Yesterday, I introduced a bill to guard against meritless lawsuits stemming from the COVID-19 pandemic that could set schools, businesses, nonprofits and government back in economic recovery.
As many segments of society struggle to deal with and rebound from the impact of the pandemic, they face the threat of needless lawsuits related to COVID. To help facilitate our recovery from the pandemic, it’s incumbent on us to provide some level of protection against such lawsuits while ensuring the safety of our citizens and holding bad actors accountable. This legislation will provide that reasonable level of assurance to our business, education, and healthcare communities.
My staff and I spent a great deal of time working with senators from both sides of the aisle, as well as a broad coalition of stakeholders. I have spent several months since the end of the last session working with small businesses, schools, and healthcare providers to craft this bill, in addition to consulting other senators.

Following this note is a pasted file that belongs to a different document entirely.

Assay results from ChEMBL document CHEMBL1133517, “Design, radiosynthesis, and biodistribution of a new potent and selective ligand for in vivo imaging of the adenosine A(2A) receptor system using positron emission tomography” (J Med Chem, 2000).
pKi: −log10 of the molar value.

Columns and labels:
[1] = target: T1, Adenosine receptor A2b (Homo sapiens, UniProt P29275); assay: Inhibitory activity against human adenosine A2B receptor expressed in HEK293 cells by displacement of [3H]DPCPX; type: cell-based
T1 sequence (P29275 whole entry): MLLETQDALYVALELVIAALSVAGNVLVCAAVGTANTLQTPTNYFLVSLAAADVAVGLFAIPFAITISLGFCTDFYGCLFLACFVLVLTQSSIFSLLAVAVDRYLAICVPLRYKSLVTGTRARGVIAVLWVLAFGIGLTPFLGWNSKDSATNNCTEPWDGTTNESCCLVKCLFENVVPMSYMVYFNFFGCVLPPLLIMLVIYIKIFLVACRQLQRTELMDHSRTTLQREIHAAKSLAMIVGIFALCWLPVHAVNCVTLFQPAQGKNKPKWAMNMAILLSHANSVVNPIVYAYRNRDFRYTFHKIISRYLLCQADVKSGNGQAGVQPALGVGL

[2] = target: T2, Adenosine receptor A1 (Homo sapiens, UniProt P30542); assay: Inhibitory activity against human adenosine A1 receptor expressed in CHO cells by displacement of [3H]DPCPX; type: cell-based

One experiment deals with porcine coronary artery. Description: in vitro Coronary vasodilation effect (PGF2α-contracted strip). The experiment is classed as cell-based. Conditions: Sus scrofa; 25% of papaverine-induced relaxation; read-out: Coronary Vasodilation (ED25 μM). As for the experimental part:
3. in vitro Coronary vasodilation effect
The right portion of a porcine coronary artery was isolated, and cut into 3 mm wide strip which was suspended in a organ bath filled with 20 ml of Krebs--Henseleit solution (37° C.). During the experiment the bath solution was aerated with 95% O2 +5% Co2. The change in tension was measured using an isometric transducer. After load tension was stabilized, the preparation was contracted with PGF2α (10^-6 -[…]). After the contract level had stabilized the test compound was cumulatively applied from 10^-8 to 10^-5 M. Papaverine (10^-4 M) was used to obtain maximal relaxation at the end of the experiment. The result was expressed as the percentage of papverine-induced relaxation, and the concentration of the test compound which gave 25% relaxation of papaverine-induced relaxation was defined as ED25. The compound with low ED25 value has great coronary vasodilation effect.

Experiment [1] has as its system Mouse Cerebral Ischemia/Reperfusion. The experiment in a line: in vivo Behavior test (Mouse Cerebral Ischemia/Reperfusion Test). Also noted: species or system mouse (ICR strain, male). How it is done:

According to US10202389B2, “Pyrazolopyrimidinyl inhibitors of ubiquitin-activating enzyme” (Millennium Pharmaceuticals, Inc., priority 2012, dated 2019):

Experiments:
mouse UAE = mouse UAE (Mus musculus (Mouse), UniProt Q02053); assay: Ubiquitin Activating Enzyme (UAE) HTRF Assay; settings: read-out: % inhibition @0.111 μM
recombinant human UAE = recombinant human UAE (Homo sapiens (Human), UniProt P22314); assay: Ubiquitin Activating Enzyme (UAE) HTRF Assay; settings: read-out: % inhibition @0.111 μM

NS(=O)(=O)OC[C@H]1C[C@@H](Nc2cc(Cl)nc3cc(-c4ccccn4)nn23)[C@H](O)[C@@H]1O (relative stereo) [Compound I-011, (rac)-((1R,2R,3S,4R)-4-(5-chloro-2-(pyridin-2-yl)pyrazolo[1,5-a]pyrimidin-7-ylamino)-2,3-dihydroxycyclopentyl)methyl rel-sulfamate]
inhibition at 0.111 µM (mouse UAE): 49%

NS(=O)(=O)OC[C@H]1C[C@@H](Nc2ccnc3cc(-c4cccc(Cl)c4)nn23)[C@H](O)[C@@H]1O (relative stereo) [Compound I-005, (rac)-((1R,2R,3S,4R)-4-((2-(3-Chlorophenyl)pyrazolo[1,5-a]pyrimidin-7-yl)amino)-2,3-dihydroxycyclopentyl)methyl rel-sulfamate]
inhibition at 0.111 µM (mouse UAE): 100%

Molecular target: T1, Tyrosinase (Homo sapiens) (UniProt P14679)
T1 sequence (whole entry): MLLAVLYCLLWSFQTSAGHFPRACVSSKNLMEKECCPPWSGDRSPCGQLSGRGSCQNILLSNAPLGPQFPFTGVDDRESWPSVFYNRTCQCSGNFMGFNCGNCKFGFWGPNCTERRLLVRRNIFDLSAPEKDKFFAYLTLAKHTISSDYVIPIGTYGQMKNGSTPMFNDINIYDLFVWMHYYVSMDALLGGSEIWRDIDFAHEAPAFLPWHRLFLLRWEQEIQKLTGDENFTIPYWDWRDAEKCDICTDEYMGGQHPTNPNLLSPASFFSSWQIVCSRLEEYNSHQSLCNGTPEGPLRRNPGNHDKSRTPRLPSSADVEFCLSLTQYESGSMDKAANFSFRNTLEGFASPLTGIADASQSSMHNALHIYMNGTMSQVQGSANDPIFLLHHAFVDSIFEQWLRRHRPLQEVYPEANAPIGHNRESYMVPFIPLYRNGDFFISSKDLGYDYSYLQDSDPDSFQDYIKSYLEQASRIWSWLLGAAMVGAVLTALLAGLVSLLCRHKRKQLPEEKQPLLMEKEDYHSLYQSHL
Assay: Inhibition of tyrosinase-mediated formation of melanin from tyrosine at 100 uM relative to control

I’m proud of the work that was done behind the scenes on this to make sure that these protections will be broad and serve the greatest number of Nebraskans in areas that have, in many ways, been the worst-hit by this pandemic.
I would note the hard work of Senator Matt Williams, District 36, who co-sponsored the legislation. Senator Williams is someone who is easy to work with, and I would say that’s pretty much a consensus in the body. Having his help and hard work in this process was really instrumental in getting it put together.
The bill, LB 139, would provide limited, temporary liability protection for those who comply with safety standards and regulations related to COVID-19. To ensure the safety of the public and provide a safe harbor against unnecessary lawsuits, the legislation would:
From the start, we knew it was important to hold irresponsible actors accountable, so it was important for us to include that language on gross negligence and willful misconduct. It also protects healthcare providers from meritless lawsuits when they were acting in accordance with certain guidelines recommended by public health officials,” Briese said. “Nobody has done more for our communities and our state than healthcare providers. The last thing our hometown heroes need is to worry about being sued for cancelling an elective procedure or an accidental exposure when they were doing the right thing all along.